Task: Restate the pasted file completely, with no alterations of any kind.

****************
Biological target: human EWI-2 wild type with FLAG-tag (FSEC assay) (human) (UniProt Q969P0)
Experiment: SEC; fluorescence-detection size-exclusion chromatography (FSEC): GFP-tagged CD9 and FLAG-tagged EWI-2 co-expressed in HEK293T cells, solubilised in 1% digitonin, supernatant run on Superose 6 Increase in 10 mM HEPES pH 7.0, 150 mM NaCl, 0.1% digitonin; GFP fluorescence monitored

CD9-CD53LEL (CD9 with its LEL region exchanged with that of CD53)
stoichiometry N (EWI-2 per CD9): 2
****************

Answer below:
Biological target: human EWI-2 wild type with FLAG-tag (FSEC assay) (human) (UniProt Q969P0)
Experiment: SEC; fluorescence-detection size-exclusion chromatography (FSEC): GFP-tagged CD9 and FLAG-tagged EWI-2 co-expressed in HEK293T cells, solubilised in 1% digitonin, supernatant run on Superose 6 Increase in 10 mM HEPES pH 7.0, 150 mM NaCl, 0.1% digitonin; GFP fluorescence monitored

CD9-CD53LEL (CD9 with its LEL region exchanged with that of CD53)
stoichiometry N (EWI-2 per CD9): 2